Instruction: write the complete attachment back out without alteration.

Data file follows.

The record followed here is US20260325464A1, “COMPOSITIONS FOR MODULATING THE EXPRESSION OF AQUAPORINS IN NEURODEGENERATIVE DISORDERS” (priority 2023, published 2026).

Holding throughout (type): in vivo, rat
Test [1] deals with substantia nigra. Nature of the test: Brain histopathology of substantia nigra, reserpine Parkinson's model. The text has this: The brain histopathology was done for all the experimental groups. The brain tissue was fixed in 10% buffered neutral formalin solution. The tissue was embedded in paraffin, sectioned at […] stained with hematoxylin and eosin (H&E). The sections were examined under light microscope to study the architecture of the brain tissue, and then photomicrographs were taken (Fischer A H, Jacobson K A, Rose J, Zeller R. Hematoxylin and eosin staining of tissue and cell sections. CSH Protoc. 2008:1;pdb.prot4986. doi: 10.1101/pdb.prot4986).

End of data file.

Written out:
The record followed here is US20260325464A1, “COMPOSITIONS FOR MODULATING THE EXPRESSION OF AQUAPORINS IN NEURODEGENERATIVE DISORDERS” (priority 2023, published 2026).

Holding throughout (type): in vivo, rat
Test [1] deals with substantia nigra. Nature of the test: Brain histopathology of substantia nigra, reserpine Parkinson's model. The text has this: The brain histopathology was done for all the experimental groups. The brain tissue was fixed in 10% buffered neutral formalin solution. The tissue was embedded in paraffin, sectioned at […] stained with hematoxylin and eosin (H&E). The sections were examined under light microscope to study the architecture of the brain tissue, and then photomicrographs were taken (Fischer A H, Jacobson K A, Rose J, Zeller R. Hematoxylin and eosin staining of tissue and cell sections. CSH Protoc. 2008:1;pdb.prot4986. doi: 10.1101/pdb.prot4986).